In Search of Lost Time

Look at this saucy Frenchman.


I finished reading In Search of Lost Time a few weeks ago, and now it’s over, there is a peculiar Proust-shaped hole in my life.

Reading it was a rigorous undertaking, and I now understand why it is considered to be so difficult. Many readers that possess the ability and tenacity to get through it – and it is demanding in a way that very few books I’ve encountered is – simply won’t have the time to devote.   

I am reasonably aware of my intellectual limitations, and knew that I wouldn’t be able to sit down and read it for fun. I was going to have to commit to regular sessions, or intervals, as I would if I was training for a fight. 

Proust is a different kind of book to what is generally published in the ‘modern’ era, and reading things of this nature is actually a skill that is beginning to disappear outside of universities.

My friend Rodney Hall says there are two kinds of books; those that want to get you off the page, and those that want to keep you there.  

A thriller, or what is commonly referred to as a page turner, is a book that gratifies you through completion of a pattern. The speed and momentum of the reading experience is derived from being able to assemble what you’re reading in your head.

On the other hand, there are books that don’t have driving plots, or puzzles, or patterns and they aim to keep you on the page. The action is in the language; what happens from page to page. These are books you read slowly, and require a measure of patience.

When I started out, I set myself a discipline of ten pages a day, which is how I read War and Peace for the first time. I also gave up on the notion of finishing it. Apparently, the average person who ‘reads’ Proust does so in about six months, but I put that out of my mind and just set about staying on the page.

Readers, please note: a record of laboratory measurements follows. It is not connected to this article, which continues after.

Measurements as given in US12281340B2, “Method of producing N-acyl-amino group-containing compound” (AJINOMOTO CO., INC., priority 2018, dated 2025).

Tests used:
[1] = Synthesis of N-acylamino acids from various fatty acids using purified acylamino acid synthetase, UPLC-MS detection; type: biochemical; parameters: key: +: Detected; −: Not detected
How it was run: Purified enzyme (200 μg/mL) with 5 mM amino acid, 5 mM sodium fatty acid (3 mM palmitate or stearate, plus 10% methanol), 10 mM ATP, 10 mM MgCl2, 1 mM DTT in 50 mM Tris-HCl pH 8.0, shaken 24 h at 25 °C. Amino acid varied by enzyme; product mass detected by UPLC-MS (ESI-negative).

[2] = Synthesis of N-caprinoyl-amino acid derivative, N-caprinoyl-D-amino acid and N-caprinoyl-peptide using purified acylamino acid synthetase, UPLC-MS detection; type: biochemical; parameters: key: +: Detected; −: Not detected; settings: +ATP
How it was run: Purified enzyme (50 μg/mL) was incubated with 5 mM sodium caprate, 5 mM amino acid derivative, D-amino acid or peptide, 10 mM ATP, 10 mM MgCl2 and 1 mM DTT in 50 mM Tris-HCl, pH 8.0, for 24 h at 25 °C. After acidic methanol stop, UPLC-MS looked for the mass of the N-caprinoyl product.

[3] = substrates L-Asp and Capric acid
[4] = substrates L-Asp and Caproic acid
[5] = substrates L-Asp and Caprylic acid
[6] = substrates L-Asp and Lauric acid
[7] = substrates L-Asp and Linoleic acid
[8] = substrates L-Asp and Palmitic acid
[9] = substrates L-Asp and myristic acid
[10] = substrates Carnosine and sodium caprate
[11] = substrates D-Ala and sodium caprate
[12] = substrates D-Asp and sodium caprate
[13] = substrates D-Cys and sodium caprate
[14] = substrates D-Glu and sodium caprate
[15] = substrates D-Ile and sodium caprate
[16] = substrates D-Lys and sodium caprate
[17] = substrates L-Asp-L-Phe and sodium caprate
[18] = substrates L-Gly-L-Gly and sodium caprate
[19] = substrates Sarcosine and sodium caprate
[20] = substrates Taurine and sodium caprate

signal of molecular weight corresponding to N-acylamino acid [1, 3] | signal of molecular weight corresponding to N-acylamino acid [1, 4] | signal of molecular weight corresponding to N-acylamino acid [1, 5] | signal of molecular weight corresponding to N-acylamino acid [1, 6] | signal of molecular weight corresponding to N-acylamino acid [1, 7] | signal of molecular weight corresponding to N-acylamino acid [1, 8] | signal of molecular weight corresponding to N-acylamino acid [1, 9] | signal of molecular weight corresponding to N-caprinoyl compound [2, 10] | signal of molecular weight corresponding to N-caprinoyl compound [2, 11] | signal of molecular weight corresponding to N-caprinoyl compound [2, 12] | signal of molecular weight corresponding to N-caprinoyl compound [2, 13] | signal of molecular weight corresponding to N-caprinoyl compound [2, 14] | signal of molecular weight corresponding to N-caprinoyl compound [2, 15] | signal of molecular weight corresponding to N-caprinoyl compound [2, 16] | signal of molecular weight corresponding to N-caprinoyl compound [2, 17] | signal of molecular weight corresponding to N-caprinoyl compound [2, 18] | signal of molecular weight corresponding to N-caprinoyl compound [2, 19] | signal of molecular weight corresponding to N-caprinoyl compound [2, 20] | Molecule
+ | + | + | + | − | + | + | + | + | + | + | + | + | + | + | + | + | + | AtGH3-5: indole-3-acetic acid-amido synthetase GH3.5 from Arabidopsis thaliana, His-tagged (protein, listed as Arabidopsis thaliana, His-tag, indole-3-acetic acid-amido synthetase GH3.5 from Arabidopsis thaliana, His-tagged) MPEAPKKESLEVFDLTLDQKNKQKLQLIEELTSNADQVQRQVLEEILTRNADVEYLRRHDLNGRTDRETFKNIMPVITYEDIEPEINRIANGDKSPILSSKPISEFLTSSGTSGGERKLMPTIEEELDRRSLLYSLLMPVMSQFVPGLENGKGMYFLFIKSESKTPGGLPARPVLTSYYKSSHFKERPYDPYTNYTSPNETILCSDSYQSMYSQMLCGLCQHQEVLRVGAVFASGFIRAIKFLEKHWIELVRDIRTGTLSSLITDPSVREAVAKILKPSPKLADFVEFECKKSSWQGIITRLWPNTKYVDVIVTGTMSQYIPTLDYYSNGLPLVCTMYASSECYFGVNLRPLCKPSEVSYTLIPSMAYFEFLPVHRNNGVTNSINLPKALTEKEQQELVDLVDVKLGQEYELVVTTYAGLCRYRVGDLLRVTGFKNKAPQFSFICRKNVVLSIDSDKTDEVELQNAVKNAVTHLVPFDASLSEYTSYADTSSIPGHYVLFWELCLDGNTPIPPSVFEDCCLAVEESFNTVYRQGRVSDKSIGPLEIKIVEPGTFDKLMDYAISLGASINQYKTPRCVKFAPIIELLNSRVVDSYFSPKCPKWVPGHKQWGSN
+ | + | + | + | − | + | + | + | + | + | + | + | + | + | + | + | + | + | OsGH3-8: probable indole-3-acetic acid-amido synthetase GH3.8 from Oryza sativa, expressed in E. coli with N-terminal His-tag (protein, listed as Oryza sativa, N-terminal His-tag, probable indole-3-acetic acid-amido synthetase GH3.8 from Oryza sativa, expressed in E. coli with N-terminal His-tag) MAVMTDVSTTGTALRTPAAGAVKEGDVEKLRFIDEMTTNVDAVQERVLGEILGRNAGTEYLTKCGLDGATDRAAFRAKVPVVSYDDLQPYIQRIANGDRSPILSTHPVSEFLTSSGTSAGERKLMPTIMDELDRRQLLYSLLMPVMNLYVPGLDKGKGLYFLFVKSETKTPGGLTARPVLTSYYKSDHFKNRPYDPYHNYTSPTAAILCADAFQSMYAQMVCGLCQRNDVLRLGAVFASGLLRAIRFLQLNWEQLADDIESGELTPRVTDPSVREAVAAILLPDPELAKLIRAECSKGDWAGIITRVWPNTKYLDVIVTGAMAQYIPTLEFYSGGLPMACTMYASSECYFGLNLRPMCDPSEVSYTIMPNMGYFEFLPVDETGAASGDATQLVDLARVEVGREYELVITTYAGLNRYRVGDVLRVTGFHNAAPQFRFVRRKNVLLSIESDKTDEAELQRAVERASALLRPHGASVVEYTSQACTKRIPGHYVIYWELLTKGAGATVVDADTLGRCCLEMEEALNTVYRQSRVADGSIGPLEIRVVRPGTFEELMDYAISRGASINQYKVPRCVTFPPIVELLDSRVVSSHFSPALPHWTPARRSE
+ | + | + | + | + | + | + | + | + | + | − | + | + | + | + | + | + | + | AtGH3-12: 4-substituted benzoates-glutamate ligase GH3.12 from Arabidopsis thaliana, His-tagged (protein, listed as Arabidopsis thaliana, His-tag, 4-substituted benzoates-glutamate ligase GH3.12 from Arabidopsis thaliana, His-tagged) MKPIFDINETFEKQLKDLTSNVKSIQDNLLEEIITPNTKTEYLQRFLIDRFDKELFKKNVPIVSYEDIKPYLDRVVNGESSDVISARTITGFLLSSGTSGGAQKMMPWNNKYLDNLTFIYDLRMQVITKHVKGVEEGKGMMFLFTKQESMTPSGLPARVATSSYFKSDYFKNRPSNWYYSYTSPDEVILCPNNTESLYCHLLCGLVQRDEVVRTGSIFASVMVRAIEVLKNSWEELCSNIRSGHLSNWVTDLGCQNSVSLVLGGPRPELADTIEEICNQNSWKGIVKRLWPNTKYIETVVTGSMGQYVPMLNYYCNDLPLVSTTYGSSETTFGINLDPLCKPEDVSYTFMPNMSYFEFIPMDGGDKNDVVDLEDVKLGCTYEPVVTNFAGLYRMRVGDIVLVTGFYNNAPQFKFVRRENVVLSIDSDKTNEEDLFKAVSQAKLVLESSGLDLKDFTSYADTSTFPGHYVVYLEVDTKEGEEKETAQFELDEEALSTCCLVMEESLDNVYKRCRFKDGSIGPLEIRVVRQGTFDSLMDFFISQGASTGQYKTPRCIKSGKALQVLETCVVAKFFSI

Eleven months later, I had finished. It was like having a well-meaning yet annoying, eccentric older relative living with you. They lived on their own schedule and did weird things around the house, even rearranging the furniture when you were out.

But every night, they took you onto the balcony and opened the night sky up to you until it was like a lake and you could actually feel the air parting against your face as he supported you swimming through it.

Once he was gone, nothing seemed right. Nothing could go back to the simple, comfortable way it was before.

Bereft of the man himself, I started listening to Alain De Botton’s audiobook, How Proust Can Change Your Life. I’d always avoided it: why read about Proust when you can actually read him yourself?

While De Botton regales his reader with funny stories and anecdotes about Proust, a strategy De Botton has built a career on, I don’t think his book really prepares you to read In Search of Lost Time.  

In fact, I think De Botton is somewhat misleading, because once you open Proust and begin to read, the prose will rear up in front of you like a brick wall. If you’re hoping to find the jewels De Botton discusses, you’ll soon be alienated and lose heart.

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